Copyright 2013 American Medical Association. All Rights Reserved. Applicable FARS/DFARS Restrictions Apply to Government Use.
Mental health interventions can lower the burden of common perinatal mental health disorders in women in low- and middle-income countries, according to a report from an international group of researchers (Rahman A et al. Bull World Health Organ. 2013;91:593-601).
The reviewers analyzed 13 trials that examined mental health interventions in low- and middle-income countries that either targeted women during pregnancy and after childbirth or measured mental health outcomes up to 36 months postpartum. In total there were 20 092 participants in the studies, and all but 1 study looked at interventions from supervised nonspecialist health and community workers. The main outcomes assessed were maternal mental health, mother-infant relationship, and infant or child cognitive development and health. All the studies found that the interventions with the community workers were more beneficial for both mothers and children than routine care.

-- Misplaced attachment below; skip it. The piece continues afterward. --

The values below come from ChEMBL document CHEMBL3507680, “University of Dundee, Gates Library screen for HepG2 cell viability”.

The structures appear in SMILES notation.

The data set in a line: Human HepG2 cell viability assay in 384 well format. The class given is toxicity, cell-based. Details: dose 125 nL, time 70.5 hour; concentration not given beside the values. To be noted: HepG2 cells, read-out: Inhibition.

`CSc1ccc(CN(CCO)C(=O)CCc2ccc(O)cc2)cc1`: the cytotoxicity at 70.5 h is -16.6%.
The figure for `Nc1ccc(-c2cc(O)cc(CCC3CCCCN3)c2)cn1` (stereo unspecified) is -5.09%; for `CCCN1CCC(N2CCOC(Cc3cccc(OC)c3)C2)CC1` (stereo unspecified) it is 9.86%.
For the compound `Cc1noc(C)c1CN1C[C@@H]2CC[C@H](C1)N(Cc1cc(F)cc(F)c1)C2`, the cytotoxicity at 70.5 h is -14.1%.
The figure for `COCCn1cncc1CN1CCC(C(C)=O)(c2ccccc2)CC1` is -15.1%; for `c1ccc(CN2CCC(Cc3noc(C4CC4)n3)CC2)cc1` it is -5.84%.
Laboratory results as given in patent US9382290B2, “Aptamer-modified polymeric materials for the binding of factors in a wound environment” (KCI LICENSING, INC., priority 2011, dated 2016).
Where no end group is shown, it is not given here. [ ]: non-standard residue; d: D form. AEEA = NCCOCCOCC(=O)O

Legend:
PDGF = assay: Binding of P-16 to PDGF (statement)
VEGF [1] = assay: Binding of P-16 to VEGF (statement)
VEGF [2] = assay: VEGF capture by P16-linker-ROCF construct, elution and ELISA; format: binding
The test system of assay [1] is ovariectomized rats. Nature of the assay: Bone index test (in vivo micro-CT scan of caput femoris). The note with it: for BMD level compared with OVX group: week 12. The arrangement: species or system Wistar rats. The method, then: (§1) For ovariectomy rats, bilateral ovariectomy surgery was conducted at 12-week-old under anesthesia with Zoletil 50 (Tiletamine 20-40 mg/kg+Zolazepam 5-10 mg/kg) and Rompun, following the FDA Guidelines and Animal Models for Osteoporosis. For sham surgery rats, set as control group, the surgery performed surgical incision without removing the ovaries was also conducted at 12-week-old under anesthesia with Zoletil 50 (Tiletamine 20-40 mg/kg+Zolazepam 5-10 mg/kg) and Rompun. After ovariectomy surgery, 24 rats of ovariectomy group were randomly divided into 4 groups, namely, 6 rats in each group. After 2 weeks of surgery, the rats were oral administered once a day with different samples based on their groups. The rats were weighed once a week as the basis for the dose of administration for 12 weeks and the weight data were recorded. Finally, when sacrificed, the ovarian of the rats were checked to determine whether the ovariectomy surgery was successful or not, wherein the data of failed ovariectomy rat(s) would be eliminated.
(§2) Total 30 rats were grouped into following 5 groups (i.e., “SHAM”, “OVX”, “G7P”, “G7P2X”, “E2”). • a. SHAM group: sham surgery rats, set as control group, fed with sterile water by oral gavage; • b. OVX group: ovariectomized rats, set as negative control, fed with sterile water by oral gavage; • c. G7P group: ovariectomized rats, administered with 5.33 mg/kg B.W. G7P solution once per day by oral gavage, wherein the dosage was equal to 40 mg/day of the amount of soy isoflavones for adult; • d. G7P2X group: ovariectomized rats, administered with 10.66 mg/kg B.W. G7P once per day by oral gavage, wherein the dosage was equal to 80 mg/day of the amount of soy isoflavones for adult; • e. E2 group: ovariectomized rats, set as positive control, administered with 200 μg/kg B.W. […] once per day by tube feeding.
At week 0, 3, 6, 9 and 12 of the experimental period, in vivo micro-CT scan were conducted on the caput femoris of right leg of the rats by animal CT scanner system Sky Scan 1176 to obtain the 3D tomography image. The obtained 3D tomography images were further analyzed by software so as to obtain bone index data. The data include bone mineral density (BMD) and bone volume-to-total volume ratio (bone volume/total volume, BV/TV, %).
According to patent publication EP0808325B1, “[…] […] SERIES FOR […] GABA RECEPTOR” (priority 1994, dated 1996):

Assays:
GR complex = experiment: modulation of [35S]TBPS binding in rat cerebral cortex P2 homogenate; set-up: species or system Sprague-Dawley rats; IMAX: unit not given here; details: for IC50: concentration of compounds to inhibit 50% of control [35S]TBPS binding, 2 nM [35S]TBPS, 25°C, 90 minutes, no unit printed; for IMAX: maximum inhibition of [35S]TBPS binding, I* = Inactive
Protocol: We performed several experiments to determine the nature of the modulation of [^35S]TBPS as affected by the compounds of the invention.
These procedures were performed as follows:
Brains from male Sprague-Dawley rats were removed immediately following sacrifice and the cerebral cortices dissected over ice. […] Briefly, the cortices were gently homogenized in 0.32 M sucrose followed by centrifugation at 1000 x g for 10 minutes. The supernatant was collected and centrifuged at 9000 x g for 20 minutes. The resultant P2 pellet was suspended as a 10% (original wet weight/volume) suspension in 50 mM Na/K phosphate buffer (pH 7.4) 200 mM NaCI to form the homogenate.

Friedrich MJ. Improving the Mental Health of Perinatal Women. JAMA. 2013;310(11):1113. doi:10.1001/jama.2013.278240
Customize your JAMA Network experience by selecting one or more topics from the list below.